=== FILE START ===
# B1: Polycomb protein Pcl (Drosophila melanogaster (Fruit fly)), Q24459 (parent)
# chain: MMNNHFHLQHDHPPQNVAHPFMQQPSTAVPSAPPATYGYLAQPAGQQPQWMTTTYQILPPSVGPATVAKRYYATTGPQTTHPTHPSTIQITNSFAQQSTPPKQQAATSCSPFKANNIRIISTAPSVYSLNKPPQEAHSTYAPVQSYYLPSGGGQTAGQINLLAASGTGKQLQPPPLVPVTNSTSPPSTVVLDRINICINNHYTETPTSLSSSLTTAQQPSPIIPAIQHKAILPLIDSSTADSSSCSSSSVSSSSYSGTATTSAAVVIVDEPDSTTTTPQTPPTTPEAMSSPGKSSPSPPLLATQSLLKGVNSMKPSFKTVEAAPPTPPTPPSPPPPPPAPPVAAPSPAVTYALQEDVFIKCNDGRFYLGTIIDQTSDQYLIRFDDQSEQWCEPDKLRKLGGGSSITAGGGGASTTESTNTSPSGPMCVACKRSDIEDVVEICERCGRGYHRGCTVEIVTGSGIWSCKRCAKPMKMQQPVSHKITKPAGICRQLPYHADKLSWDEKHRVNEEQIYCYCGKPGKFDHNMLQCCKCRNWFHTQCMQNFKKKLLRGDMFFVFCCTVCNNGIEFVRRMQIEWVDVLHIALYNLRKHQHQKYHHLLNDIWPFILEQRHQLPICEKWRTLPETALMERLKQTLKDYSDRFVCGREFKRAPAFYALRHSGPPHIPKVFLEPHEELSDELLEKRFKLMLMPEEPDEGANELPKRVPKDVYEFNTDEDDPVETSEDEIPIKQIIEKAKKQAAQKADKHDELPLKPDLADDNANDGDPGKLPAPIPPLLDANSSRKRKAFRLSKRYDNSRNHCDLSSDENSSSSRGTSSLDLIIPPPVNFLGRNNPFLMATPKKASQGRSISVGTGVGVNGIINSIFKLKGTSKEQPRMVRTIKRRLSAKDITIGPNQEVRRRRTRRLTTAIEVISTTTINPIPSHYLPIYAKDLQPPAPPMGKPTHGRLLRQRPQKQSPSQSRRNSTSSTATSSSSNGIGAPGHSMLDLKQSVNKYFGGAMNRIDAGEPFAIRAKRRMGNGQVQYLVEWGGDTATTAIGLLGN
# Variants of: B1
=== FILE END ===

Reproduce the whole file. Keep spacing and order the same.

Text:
# B1: Polycomb protein Pcl (Drosophila melanogaster (Fruit fly)), Q24459 (parent)
# chain: MMNNHFHLQHDHPPQNVAHPFMQQPSTAVPSAPPATYGYLAQPAGQQPQWMTTTYQILPPSVGPATVAKRYYATTGPQTTHPTHPSTIQITNSFAQQSTPPKQQAATSCSPFKANNIRIISTAPSVYSLNKPPQEAHSTYAPVQSYYLPSGGGQTAGQINLLAASGTGKQLQPPPLVPVTNSTSPPSTVVLDRINICINNHYTETPTSLSSSLTTAQQPSPIIPAIQHKAILPLIDSSTADSSSCSSSSVSSSSYSGTATTSAAVVIVDEPDSTTTTPQTPPTTPEAMSSPGKSSPSPPLLATQSLLKGVNSMKPSFKTVEAAPPTPPTPPSPPPPPPAPPVAAPSPAVTYALQEDVFIKCNDGRFYLGTIIDQTSDQYLIRFDDQSEQWCEPDKLRKLGGGSSITAGGGGASTTESTNTSPSGPMCVACKRSDIEDVVEICERCGRGYHRGCTVEIVTGSGIWSCKRCAKPMKMQQPVSHKITKPAGICRQLPYHADKLSWDEKHRVNEEQIYCYCGKPGKFDHNMLQCCKCRNWFHTQCMQNFKKKLLRGDMFFVFCCTVCNNGIEFVRRMQIEWVDVLHIALYNLRKHQHQKYHHLLNDIWPFILEQRHQLPICEKWRTLPETALMERLKQTLKDYSDRFVCGREFKRAPAFYALRHSGPPHIPKVFLEPHEELSDELLEKRFKLMLMPEEPDEGANELPKRVPKDVYEFNTDEDDPVETSEDEIPIKQIIEKAKKQAAQKADKHDELPLKPDLADDNANDGDPGKLPAPIPPLLDANSSRKRKAFRLSKRYDNSRNHCDLSSDENSSSSRGTSSLDLIIPPPVNFLGRNNPFLMATPKKASQGRSISVGTGVGVNGIINSIFKLKGTSKEQPRMVRTIKRRLSAKDITIGPNQEVRRRRTRRLTTAIEVISTTTINPIPSHYLPIYAKDLQPPAPPMGKPTHGRLLRQRPQKQSPSQSRRNSTSSTATSSSSNGIGAPGHSMLDLKQSVNKYFGGAMNRIDAGEPFAIRAKRRMGNGQVQYLVEWGGDTATTAIGLLGN
# Variants of: B1